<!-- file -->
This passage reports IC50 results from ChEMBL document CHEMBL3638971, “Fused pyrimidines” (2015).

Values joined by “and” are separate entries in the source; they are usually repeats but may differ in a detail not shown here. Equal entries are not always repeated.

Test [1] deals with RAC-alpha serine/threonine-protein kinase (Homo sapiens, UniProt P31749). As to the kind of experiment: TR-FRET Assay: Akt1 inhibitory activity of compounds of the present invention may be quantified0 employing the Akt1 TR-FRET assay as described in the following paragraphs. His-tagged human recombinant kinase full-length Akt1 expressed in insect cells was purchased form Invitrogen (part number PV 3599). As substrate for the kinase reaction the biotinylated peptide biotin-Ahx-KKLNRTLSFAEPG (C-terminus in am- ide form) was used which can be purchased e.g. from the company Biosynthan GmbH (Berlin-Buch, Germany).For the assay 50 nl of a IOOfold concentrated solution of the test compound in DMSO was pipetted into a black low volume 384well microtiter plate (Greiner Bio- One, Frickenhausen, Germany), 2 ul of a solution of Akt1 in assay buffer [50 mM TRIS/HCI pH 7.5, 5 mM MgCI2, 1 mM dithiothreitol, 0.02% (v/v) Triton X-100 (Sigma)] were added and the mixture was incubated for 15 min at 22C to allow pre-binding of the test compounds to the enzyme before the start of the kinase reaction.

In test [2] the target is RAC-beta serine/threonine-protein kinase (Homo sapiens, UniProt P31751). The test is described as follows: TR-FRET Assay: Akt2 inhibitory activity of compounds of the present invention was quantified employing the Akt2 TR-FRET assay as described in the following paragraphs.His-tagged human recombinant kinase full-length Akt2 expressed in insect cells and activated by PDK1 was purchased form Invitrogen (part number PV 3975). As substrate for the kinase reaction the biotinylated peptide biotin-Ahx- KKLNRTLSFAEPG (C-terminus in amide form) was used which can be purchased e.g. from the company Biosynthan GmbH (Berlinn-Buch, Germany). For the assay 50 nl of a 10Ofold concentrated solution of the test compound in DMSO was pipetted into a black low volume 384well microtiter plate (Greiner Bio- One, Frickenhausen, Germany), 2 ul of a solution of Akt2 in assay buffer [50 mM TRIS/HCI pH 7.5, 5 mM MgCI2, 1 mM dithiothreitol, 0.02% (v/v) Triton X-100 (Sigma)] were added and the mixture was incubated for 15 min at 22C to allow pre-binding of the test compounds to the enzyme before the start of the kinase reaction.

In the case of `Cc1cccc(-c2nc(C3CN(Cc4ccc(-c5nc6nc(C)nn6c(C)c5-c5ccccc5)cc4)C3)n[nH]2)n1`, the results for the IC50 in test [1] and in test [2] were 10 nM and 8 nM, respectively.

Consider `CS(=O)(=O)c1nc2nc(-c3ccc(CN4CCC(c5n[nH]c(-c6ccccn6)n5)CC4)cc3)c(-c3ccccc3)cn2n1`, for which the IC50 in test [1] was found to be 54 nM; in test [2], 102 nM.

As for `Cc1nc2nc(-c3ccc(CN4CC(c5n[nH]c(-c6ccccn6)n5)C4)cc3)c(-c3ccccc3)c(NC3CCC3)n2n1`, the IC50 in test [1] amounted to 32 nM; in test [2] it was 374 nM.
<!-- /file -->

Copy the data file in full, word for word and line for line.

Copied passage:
This passage reports IC50 results from ChEMBL document CHEMBL3638971, “Fused pyrimidines” (2015).

Values joined by “and” are separate entries in the source; they are usually repeats but may differ in a detail not shown here. Equal entries are not always repeated.

Test [1] deals with RAC-alpha serine/threonine-protein kinase (Homo sapiens, UniProt P31749). As to the kind of experiment: TR-FRET Assay: Akt1 inhibitory activity of compounds of the present invention may be quantified0 employing the Akt1 TR-FRET assay as described in the following paragraphs. His-tagged human recombinant kinase full-length Akt1 expressed in insect cells was purchased form Invitrogen (part number PV 3599). As substrate for the kinase reaction the biotinylated peptide biotin-Ahx-KKLNRTLSFAEPG (C-terminus in am- ide form) was used which can be purchased e.g. from the company Biosynthan GmbH (Berlin-Buch, Germany).For the assay 50 nl of a IOOfold concentrated solution of the test compound in DMSO was pipetted into a black low volume 384well microtiter plate (Greiner Bio- One, Frickenhausen, Germany), 2 ul of a solution of Akt1 in assay buffer [50 mM TRIS/HCI pH 7.5, 5 mM MgCI2, 1 mM dithiothreitol, 0.02% (v/v) Triton X-100 (Sigma)] were added and the mixture was incubated for 15 min at 22C to allow pre-binding of the test compounds to the enzyme before the start of the kinase reaction.

In test [2] the target is RAC-beta serine/threonine-protein kinase (Homo sapiens, UniProt P31751). The test is described as follows: TR-FRET Assay: Akt2 inhibitory activity of compounds of the present invention was quantified employing the Akt2 TR-FRET assay as described in the following paragraphs.His-tagged human recombinant kinase full-length Akt2 expressed in insect cells and activated by PDK1 was purchased form Invitrogen (part number PV 3975). As substrate for the kinase reaction the biotinylated peptide biotin-Ahx- KKLNRTLSFAEPG (C-terminus in amide form) was used which can be purchased e.g. from the company Biosynthan GmbH (Berlinn-Buch, Germany). For the assay 50 nl of a 10Ofold concentrated solution of the test compound in DMSO was pipetted into a black low volume 384well microtiter plate (Greiner Bio- One, Frickenhausen, Germany), 2 ul of a solution of Akt2 in assay buffer [50 mM TRIS/HCI pH 7.5, 5 mM MgCI2, 1 mM dithiothreitol, 0.02% (v/v) Triton X-100 (Sigma)] were added and the mixture was incubated for 15 min at 22C to allow pre-binding of the test compounds to the enzyme before the start of the kinase reaction.

In the case of `Cc1cccc(-c2nc(C3CN(Cc4ccc(-c5nc6nc(C)nn6c(C)c5-c5ccccc5)cc4)C3)n[nH]2)n1`, the results for the IC50 in test [1] and in test [2] were 10 nM and 8 nM, respectively.

Consider `CS(=O)(=O)c1nc2nc(-c3ccc(CN4CCC(c5n[nH]c(-c6ccccn6)n5)CC4)cc3)c(-c3ccccc3)cn2n1`, for which the IC50 in test [1] was found to be 54 nM; in test [2], 102 nM.

As for `Cc1nc2nc(-c3ccc(CN4CC(c5n[nH]c(-c6ccccn6)n5)C4)cc3)c(-c3ccccc3)c(NC3CCC3)n2n1`, the IC50 in test [1] amounted to 32 nM; in test [2] it was 374 nM.